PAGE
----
Month: October 2016

On Mission Trips

Mission trips have gotten a lot of criticism. Some of that criticism is deserved: there are mission trip volunteers who focus on tourism instead of service; there are organizations that make poor use of the volunteers who come to serve with them. But these criticisms seem to rest on a single set of questions: are

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People I Read: Eric Reitan

In the early-ish days of blogging, it was normal to have a blogroll: a list of links to other (often more popular) blogs that the author was interested in. The blogroll would sit calmly in the sidebar and let readers browse their way to other blogs and other authors, discovering fresh ideas and insights. Now,

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Ministry Matters: On Haiti and Getting Nothing Accomplished

Every year I go back, I see visible, meaningful progress. The first year, they showed us a newly purchased piece of land where a high school was to be built. In 2014, there was a foundation with rebar sticking up out of it. In 2015, there was a beautiful new building filled with eagerly learning 7th graders.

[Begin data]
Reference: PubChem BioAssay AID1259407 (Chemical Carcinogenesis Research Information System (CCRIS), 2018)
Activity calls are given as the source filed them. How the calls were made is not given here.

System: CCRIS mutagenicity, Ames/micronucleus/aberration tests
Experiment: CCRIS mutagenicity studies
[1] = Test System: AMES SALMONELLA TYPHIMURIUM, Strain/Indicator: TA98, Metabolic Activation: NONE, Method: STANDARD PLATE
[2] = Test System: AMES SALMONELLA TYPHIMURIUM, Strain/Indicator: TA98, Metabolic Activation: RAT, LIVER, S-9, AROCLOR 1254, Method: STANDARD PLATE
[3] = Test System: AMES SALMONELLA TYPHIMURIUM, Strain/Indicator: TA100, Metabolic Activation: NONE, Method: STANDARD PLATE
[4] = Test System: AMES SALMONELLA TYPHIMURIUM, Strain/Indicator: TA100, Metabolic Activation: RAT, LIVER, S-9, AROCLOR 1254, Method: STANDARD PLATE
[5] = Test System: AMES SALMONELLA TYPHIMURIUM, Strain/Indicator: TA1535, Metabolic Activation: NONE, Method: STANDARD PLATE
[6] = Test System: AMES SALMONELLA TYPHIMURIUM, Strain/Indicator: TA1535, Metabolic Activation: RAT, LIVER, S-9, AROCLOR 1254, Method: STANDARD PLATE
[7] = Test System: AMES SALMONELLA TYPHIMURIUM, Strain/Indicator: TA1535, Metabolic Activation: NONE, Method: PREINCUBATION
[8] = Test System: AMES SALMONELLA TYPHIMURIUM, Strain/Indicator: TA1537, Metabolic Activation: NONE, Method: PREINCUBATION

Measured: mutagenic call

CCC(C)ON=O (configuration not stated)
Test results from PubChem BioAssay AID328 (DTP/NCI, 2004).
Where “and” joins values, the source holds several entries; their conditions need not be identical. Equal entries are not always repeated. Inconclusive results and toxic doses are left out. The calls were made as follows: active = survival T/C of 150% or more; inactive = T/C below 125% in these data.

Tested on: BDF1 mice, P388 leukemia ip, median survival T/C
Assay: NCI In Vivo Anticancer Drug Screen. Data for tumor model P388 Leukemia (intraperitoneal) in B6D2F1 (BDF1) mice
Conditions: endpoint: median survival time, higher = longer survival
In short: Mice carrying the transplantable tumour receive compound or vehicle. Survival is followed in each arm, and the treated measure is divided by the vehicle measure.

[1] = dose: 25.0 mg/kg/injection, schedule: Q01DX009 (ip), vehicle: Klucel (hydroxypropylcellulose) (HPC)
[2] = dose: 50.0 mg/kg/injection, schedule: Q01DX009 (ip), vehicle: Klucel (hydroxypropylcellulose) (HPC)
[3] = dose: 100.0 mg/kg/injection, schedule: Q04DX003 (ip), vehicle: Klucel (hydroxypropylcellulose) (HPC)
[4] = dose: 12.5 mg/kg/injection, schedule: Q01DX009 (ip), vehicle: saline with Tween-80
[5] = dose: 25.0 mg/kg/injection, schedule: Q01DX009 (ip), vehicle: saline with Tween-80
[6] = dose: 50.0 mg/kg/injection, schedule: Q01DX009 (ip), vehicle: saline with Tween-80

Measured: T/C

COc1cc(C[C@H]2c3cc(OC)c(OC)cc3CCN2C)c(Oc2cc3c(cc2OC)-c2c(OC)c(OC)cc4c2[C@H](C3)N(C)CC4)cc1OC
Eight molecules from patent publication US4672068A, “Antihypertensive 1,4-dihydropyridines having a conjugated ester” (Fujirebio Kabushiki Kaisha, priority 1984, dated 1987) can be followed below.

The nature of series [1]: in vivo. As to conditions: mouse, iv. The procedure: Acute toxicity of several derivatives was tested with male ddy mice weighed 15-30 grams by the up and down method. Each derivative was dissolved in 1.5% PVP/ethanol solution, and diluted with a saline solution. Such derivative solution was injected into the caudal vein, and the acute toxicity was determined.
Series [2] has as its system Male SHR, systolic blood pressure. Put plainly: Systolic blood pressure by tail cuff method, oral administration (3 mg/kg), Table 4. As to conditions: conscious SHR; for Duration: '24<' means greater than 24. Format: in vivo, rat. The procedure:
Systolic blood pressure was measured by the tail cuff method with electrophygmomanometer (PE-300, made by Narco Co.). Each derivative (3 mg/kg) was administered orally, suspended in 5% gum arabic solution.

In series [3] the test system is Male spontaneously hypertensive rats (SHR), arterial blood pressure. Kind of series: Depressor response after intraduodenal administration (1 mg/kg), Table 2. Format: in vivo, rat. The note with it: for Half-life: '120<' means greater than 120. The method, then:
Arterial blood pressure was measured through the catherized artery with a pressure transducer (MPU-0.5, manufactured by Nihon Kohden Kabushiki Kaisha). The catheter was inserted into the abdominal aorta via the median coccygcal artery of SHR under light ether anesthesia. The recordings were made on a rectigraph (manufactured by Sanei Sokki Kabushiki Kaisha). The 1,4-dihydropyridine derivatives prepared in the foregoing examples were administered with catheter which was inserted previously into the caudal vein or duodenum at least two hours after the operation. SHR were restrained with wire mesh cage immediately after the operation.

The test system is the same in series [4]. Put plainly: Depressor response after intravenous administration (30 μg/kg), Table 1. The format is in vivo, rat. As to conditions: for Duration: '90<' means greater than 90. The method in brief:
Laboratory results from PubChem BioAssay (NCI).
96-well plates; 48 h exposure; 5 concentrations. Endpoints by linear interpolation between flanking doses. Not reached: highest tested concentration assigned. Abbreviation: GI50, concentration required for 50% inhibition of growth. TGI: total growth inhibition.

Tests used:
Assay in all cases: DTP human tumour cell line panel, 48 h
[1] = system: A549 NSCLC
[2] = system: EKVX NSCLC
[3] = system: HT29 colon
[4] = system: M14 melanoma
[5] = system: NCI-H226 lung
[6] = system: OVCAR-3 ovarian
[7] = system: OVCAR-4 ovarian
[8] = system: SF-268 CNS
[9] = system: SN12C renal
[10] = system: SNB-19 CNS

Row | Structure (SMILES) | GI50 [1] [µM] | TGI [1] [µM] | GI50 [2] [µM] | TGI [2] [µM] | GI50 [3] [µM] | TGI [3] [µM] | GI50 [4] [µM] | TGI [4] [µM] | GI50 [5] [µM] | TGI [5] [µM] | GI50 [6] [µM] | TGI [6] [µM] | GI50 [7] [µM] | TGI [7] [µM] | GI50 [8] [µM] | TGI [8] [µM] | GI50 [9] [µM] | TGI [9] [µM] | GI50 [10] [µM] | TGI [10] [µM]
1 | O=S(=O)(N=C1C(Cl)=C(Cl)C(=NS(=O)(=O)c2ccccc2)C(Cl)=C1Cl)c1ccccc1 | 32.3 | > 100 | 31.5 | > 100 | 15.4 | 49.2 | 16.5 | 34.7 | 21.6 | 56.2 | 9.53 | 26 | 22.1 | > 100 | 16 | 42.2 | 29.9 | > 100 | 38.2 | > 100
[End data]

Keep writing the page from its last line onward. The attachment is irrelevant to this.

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Free-Not-Free

One of my pet peeves is the marketing tactic I call ‘free-not-free.’ For example, a nonprofit consulting firm or software company might offer a ‘free’ white paper with research and advice on fundraising, social media, web design, or a dozen other subjects. All you have to do is enter your contact information in the little form.

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People I Read: Maeve Strathy

In the early-ish days of blogging, it was normal to have a blogroll: a list of links to other (often more popular) blogs that the author was interested in. The blogroll would sit calmly in the sidebar and let readers browse their way to other blogs and other authors, discovering fresh ideas and insights. Now,

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Bartolomé de las Casas… and Beyond

In honor of Indigenous Peoples Day (or Columbus Day), I link to this comic from The Oatmeal. It includes this great statement: Bartolomé de las Casas started out a lot like Columbus. He was a wealthy adventurer who traveled to the New World, where he owned a large plantation with many slaves. Unlike Columbus, however, de

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Turning Beneficiaries into Assets (and Why It’s Not a Good Thing)

Sometime around 1739, the founders of London’s Foundling Hospital were the first people in the modern age to use the word ‘philanthropy’ to mean the project of forming “a voluntary enterprise of private persons, moved by ‘an Inclination to promote Publick Good.’”1Robert A. Gross, “Giving in America: From Charity to Philanthropy” in Charity, Philanthropy, and

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